Soon after large demonstrations started in Egypt on January 25th, support poured in across Social Media sites like Facebook and Twitter for Egyptians seeking freedoms, a better future and asking Egypt’s President Hosni Mubarak to immediately step down.
Protest in Tahrir Square
Photo by: AlJazeer
Protestors had gathered in Tahrir Square and said they would not leave till Mubarak he had given up his 30 year position as President of Egypt. As time passed, the crowd grew. The numbers following via Facebook and Twitter also grew. (#Egypt #Jan25)
Many of the demonstrators were tweeting and texting directly from their locations and also giving information of what would be going on the following hours and days. In today’s fast-paced Internet world, picture uploading, video uploading, texting, blogging and sharing information is instant and with the world’s changing times, this allows millions of people to know instantly what is going on across the world and to alert others.
Egypt’s government has in its constitution a law, the “Emergency Law” which, among other things, gives the government the right, at its discretion to shut down the Internet and on January 28th, Internet Service Providers were told to cut services.
This “Emergency Law” has been in place nearly all of Mubarak’s time in office. This law is one of many grievances the people have with the Egyptian government and it was recently extended to remain another two years. When the law is enacted, it gives the government the right to arrest people without cause, hold prisoners indefinitely, limit freedom of expression and assembly and more. At the time Internet was cut, most mobile phone services also were disabled especially text messaging. This greatly handicapped the ability not only for Egyptians to communicate internationally but also with one another in the country.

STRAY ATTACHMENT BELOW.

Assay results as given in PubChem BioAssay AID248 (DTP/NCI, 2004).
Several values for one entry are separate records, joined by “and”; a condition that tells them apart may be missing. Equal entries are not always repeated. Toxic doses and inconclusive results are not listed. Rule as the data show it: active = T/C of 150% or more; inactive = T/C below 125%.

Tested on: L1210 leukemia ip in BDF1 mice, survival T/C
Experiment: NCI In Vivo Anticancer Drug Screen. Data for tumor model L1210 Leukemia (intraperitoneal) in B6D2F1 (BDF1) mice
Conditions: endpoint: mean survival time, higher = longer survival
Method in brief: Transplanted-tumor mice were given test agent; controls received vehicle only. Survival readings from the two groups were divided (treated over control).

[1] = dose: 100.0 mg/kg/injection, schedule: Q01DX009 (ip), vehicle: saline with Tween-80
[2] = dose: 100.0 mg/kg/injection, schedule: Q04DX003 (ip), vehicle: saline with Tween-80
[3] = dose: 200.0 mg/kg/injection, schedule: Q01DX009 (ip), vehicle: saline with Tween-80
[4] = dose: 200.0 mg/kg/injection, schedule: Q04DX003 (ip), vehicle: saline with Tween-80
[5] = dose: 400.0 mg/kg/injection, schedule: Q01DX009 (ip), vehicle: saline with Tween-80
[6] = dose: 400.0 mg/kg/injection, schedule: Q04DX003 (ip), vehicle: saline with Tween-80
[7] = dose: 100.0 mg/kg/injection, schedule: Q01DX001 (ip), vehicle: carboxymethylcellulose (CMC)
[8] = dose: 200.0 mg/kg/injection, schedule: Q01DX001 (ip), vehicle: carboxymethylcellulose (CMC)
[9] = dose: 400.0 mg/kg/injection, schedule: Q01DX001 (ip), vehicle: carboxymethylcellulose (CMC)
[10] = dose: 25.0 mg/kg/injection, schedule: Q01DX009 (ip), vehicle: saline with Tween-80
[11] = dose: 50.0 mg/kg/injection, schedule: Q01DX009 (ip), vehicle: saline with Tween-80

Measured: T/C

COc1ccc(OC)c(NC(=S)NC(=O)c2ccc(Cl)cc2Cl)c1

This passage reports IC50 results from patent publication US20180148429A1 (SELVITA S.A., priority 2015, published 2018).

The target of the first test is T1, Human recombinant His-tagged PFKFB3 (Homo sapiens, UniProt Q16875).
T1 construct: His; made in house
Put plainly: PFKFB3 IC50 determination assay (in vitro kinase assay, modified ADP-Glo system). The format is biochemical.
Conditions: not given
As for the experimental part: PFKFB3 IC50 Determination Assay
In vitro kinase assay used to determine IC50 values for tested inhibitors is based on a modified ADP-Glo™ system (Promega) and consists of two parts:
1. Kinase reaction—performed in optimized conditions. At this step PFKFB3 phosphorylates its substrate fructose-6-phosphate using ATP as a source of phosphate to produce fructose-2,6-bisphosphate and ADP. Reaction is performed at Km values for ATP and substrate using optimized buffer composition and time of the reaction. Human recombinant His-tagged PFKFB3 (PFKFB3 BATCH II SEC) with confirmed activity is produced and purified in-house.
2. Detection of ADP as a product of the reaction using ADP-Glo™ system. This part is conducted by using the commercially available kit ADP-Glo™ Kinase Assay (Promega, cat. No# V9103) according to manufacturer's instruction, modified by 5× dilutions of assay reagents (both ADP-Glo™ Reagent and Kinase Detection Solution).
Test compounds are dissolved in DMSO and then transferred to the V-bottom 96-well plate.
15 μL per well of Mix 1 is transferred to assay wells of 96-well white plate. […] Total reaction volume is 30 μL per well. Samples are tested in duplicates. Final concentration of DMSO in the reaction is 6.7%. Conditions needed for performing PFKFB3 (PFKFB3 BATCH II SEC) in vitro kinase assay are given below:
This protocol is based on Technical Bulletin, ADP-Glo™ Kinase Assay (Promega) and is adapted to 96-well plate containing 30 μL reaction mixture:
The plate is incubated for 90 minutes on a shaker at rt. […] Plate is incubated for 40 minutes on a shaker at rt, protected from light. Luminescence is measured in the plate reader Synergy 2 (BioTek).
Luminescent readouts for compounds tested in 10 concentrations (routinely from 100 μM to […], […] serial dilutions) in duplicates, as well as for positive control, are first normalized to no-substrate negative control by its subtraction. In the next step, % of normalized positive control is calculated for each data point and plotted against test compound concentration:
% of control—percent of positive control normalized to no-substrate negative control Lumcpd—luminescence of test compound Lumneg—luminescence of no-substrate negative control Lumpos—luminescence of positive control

Until February 1st, the protestors mostly were peaceful. Tahrir Square remained full of protestors waiting for President Mubarak to step down. News had come that he had sworn in a Vice President which was a first in the country in over 30 years.
However, on the 1st, Mubarak made a speech on State T.V. which played on a large screen for all to see in the square. He stated he would not seek another term as president in the upcoming elections. The people quietly watched his entire speech and closer to the end he stated he would not be willing to step down before the end of his term in September, later this year.
On the ground in Tahrir Square and close by violence grew as the crowd became angry. There became a rise in violence and coverage of this was being shown internationally soon after the world had viewed not only this speech by President Mubarak but also a speech by President Obama on his thoughts concerning the situation in Egypt.
The rise in violence around Tahrir Square grew as pro-Mubarak groups grew larger in the square and clashes between them and the anti-government group became more violent causing a growing number of injuries and fatalities.
The following day as journalists were covering the clashes, they themselves became the targets of violence. They were being harassed, beaten up, having their equipment confiscated, being arrested, vehicles or teams attacked and as this grew increasingly worse, some were forced to leave for their safety and others went into hiding to continue reporting but to protect themselves and their crews.
This same day, Internet service began to slowly return across the country and as this happened, updates from Egyptians started to come in on Twitter, Facebook, blogging and other sources. These updates showed personal accounts of what had been happening around Egypt and confirming an even greater desire for freedom but also confirmed the fact journalists were being targeted on the ground, in hotels and around the country. Egypt’s government, it appeared, did not want the continued coverage of what was going on in the streets of Egypt during this crisis.
The question was, why?